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Set 042

Indus Culture (Set 1)

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All figures are supplied unpainted    (Numbers of each pose in brackets)
Date Released 2024
Contents 40 figures
Poses 10 poses
Material Plastic (3-D Printed)
Colours Grey
Average Height 25.5 mm (= 1.84 m)


Nestled in the Indus Valley, mostly in what is modern-day Pakistan, are the remains of an ancient civilisation that is thought to have existed between roughly 3300 and 1400 BCE. As with so many ancient societies, very little is known about this one, and its very existence was not recognised until the 20th century. We don’t even know its name, which is why it is known as the Indus Valley Civilisation, although a reference in a Sumerian text to trade with somewhere called Meluhha has been suggested by some to be speaking of the Indus Valley. Many towns have now been excavated, but again we know none of their names as their script has not yet been deciphered, so the three towns mentioned on the box for this set are, like the rest, merely modern inventions. One of the first to be found, Harappa, is often used to identify this civilisation more conveniently, so we will follow this convention and call them the Harappans.

The Harappans were advanced for their time, with well-organised urban planning and impressive water management. Since no significant literature has been found, and their writing is still a mystery to us, we know almost nothing about their history or how their society was organised. It does appear however that they were lively traders with neighbouring cultures, and the absence of evidence for warfare and civil strife does, perhaps optimistically, imply that they enjoyed a more peaceful life than others in the Bronze Age, although modern interpretations on their supposed ideal existence are pure speculation. However, we do have a number of figurines and images which give us some idea of how the Harappans looked, and based on this we have this set from Linear-A.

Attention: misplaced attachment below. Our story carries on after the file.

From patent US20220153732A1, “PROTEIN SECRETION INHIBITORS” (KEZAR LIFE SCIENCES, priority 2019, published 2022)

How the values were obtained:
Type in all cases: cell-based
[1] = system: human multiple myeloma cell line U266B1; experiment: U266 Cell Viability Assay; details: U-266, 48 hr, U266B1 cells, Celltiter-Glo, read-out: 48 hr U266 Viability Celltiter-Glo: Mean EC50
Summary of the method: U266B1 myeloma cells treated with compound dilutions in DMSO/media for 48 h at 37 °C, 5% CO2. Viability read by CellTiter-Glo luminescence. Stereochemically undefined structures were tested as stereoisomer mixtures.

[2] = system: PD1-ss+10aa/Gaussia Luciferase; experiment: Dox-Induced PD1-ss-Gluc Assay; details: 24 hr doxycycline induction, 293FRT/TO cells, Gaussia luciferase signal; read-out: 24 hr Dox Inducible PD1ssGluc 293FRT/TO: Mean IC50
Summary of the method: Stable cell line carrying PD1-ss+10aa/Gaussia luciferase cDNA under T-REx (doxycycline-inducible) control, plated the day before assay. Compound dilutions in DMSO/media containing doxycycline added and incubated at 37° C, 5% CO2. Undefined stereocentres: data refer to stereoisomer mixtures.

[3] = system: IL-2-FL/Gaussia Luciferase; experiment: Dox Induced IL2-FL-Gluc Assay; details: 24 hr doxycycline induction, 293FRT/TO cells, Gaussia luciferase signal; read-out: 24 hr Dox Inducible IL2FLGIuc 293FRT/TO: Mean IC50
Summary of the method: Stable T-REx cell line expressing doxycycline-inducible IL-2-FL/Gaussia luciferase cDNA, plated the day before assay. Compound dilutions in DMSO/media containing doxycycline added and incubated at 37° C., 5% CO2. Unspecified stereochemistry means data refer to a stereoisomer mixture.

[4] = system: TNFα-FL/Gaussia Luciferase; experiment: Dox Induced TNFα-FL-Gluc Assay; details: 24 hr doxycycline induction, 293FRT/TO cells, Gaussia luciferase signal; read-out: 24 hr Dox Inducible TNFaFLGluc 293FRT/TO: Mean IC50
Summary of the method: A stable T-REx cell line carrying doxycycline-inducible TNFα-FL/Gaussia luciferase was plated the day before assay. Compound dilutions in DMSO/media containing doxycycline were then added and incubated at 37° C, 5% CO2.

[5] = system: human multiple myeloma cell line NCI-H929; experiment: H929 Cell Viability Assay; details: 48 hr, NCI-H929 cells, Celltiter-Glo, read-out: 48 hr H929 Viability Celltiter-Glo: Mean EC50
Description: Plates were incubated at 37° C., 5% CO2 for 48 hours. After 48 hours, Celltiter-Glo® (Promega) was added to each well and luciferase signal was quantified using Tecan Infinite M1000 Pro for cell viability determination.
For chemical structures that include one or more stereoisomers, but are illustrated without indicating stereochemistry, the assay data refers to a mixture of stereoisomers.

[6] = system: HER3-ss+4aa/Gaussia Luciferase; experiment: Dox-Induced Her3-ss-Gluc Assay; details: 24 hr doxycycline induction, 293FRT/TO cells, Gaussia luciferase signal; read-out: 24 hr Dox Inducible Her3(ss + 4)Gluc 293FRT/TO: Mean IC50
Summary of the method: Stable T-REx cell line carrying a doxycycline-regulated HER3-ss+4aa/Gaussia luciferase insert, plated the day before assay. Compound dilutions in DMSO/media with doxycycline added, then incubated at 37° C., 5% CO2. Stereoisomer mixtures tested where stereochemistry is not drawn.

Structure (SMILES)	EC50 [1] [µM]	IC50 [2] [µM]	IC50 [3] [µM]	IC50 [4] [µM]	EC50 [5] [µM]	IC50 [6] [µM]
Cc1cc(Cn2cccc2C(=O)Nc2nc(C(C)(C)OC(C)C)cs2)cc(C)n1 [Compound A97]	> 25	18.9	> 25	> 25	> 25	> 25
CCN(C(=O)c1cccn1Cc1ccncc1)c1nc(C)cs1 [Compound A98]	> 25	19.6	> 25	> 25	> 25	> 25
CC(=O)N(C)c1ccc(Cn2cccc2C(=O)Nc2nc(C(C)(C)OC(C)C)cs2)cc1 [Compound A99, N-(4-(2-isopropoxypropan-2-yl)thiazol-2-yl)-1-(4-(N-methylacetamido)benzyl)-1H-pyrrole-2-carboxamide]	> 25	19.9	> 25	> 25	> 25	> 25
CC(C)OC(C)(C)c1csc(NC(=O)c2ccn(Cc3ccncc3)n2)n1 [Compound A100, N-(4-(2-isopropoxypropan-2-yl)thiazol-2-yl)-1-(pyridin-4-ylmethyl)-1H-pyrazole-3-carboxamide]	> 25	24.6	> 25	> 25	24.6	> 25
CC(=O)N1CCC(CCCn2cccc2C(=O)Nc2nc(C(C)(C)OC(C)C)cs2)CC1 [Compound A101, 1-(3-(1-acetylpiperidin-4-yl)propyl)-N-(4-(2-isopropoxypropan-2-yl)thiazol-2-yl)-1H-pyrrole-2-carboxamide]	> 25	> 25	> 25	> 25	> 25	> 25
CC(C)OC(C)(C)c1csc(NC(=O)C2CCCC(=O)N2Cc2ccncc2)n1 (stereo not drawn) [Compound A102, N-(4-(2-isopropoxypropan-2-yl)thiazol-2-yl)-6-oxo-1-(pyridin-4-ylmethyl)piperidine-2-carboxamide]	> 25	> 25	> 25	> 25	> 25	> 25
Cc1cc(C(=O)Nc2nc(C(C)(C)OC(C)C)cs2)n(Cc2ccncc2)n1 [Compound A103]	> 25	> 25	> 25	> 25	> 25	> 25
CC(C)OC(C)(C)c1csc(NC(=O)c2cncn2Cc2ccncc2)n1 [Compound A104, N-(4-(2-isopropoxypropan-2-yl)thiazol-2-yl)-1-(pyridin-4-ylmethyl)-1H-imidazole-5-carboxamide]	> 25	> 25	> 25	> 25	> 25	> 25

To begin with, Linear-A have helpfully identified every figure here, beginning with the first three in our top row, which are merchants. Harappan clothing was mainly simply wrap-around in style, just as it would be for the following millennia, and all these men are suitably dressed. They wear a simple kilt, or a garment that wrapped around the legs and upper body, and one has a further wrap around his torso. Two wear the common turban, and the man holding the scales has his hair in a bun and wears a hand band, which seems to have been common too. The group are perhaps discussing a transaction, and are relaxed and naturally posed.

Next is a servant holding a fan made from palm fronds. He too wears a turban, and also a robe, over which he has a large cape. By contrast, the dancing girl to his left wears no clothing at all, just a large amount of jewellery. This figure is closely based on a figurine discovered at Mohenjo-Daro, and includes the left arm completely covered in bangles that is a notable feature of this girl.

The first figure in the second row is a city guard, holding a spear and dressed in an antariya, a forerunner of the dhoti. He also has a turban and a length of loose cloth draped over his left shoulder for some reason, and he is barefoot, as are all the figures in this set. Next to him is someone labelled as a standard bearer with a religious standard. Nothing is known of Harappan religion, so this must be speculative, but the standard is a pole with an animal totem on top. Since it is often assumed that the Harappans worshiped elements of nature, this seems like a reasonable guess. This man is dressed exactly the same way as the guard.